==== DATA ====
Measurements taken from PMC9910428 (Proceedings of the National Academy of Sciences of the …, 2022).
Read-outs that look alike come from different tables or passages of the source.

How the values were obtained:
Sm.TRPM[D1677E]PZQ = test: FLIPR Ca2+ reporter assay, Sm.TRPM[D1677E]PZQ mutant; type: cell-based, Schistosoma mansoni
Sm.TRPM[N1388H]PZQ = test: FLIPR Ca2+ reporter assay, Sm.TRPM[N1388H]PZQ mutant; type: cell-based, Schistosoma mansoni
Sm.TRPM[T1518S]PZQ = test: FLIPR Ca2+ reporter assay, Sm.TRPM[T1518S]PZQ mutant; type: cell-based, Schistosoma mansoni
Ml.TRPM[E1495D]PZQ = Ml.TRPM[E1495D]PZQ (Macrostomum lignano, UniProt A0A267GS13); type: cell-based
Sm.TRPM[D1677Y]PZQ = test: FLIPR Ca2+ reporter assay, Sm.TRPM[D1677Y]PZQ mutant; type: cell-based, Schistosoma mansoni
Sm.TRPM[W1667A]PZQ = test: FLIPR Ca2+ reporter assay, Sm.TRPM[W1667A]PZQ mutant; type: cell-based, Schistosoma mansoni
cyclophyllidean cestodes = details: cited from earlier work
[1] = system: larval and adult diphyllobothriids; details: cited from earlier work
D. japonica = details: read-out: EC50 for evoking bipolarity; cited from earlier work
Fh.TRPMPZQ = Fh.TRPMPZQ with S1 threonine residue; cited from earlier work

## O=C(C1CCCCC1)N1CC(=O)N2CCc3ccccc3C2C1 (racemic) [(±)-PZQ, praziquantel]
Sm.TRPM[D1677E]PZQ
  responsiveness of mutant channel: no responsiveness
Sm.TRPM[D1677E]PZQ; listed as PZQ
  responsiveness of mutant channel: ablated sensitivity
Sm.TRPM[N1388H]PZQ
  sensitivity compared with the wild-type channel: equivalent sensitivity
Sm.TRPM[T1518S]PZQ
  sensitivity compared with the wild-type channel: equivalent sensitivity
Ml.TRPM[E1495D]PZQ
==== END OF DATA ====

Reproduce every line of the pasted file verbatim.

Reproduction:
Measurements taken from PMC9910428 (Proceedings of the National Academy of Sciences of the …, 2022).
Read-outs that look alike come from different tables or passages of the source.

How the values were obtained:
Sm.TRPM[D1677E]PZQ = test: FLIPR Ca2+ reporter assay, Sm.TRPM[D1677E]PZQ mutant; type: cell-based, Schistosoma mansoni
Sm.TRPM[N1388H]PZQ = test: FLIPR Ca2+ reporter assay, Sm.TRPM[N1388H]PZQ mutant; type: cell-based, Schistosoma mansoni
Sm.TRPM[T1518S]PZQ = test: FLIPR Ca2+ reporter assay, Sm.TRPM[T1518S]PZQ mutant; type: cell-based, Schistosoma mansoni
Ml.TRPM[E1495D]PZQ = Ml.TRPM[E1495D]PZQ (Macrostomum lignano, UniProt A0A267GS13); type: cell-based
Sm.TRPM[D1677Y]PZQ = test: FLIPR Ca2+ reporter assay, Sm.TRPM[D1677Y]PZQ mutant; type: cell-based, Schistosoma mansoni
Sm.TRPM[W1667A]PZQ = test: FLIPR Ca2+ reporter assay, Sm.TRPM[W1667A]PZQ mutant; type: cell-based, Schistosoma mansoni
cyclophyllidean cestodes = details: cited from earlier work
[1] = system: larval and adult diphyllobothriids; details: cited from earlier work
D. japonica = details: read-out: EC50 for evoking bipolarity; cited from earlier work
Fh.TRPMPZQ = Fh.TRPMPZQ with S1 threonine residue; cited from earlier work

## O=C(C1CCCCC1)N1CC(=O)N2CCc3ccccc3C2C1 (racemic) [(±)-PZQ, praziquantel]
Sm.TRPM[D1677E]PZQ
  responsiveness of mutant channel: no responsiveness
Sm.TRPM[D1677E]PZQ; listed as PZQ
  responsiveness of mutant channel: ablated sensitivity
Sm.TRPM[N1388H]PZQ
  sensitivity compared with the wild-type channel: equivalent sensitivity
Sm.TRPM[T1518S]PZQ
  sensitivity compared with the wild-type channel: equivalent sensitivity
Ml.TRPM[E1495D]PZQ